The correlation method is actually a pretty good way to determine what will happen if you repeat something. So long as you snag up all of the relevant variables, massive multivariate correlation do a decent job. The danger with such a method though is that once you leave the place where you have data, your model becomes highly uncertain. A good example of this is the recent financial crisis. Stuff got AAA credit ratings because historical data stated that it would take a one in a thousand year crisis to make certain derivatives as worthless as they are now. The truth is that what really was happening is that the market tipped slightly out of the realm where the correlations had data and it turns out that that “one in a thousand year” crisis was wasn’t actually one in a thousand years.
The other method is to take a theoretical model based upon natural laws and slap data into it. This method is a lot less likely to completely fail when you extrapolate, but it is also much less certain and results in big error bars.
So, it is the difference between throwing a ball on a windy day and calculating where it will hit using Newtonian laws of motion, or throwing a ball on a windy day and using a the data from the last time you threw a ball on a windy day to guess where it is going to land. The Newtonian laws method is likely to be spot on in an ideal world, but in the less than ideal world it is only as good as the variables you take into account. So, if you just take the basic gravity equations, you are going to be wrong by a lot. If you toss in some equations that take in account the ideal way that the wind effects the ball, you will get closer. If you toss in some more equations to take into account air turbulence, you will be closer still. You will never get everything, but you might get enough to be pretty close. You just constantly run the risk of missing an equation.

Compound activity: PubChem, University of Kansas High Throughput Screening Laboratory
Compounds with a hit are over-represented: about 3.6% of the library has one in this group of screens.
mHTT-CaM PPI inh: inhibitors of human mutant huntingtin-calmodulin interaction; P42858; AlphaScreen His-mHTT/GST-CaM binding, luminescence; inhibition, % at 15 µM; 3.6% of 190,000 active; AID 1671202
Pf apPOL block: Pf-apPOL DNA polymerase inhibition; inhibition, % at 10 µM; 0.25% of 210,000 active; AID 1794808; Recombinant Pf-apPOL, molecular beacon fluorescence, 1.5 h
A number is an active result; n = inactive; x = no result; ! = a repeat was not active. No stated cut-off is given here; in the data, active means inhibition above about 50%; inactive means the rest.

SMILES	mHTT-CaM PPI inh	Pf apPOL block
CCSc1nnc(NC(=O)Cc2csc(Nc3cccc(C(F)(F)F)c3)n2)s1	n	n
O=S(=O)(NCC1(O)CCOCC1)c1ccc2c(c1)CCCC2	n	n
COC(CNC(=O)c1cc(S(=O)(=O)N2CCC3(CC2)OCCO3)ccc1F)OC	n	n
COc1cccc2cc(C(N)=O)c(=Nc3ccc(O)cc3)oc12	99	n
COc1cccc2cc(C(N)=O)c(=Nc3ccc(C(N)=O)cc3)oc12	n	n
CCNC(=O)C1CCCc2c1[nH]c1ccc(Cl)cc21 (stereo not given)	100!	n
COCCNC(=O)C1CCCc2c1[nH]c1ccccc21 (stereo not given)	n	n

The correlation method on the other hand is going to be extremely accurate over the area you have data for. So, if you toss a ball on a day when the wind is 5-10 mph and measure the results and build some correlations, you will likely be very accurate over 5-10 mph. You will in fact probably be more accurate than the guy trying to use Newtonian calculations. Toss the ball in a hurricane though, and your correlations will spit out nonsense and the guy using Newtonian equations is going to be much closer. He still isn’t going to be perfect.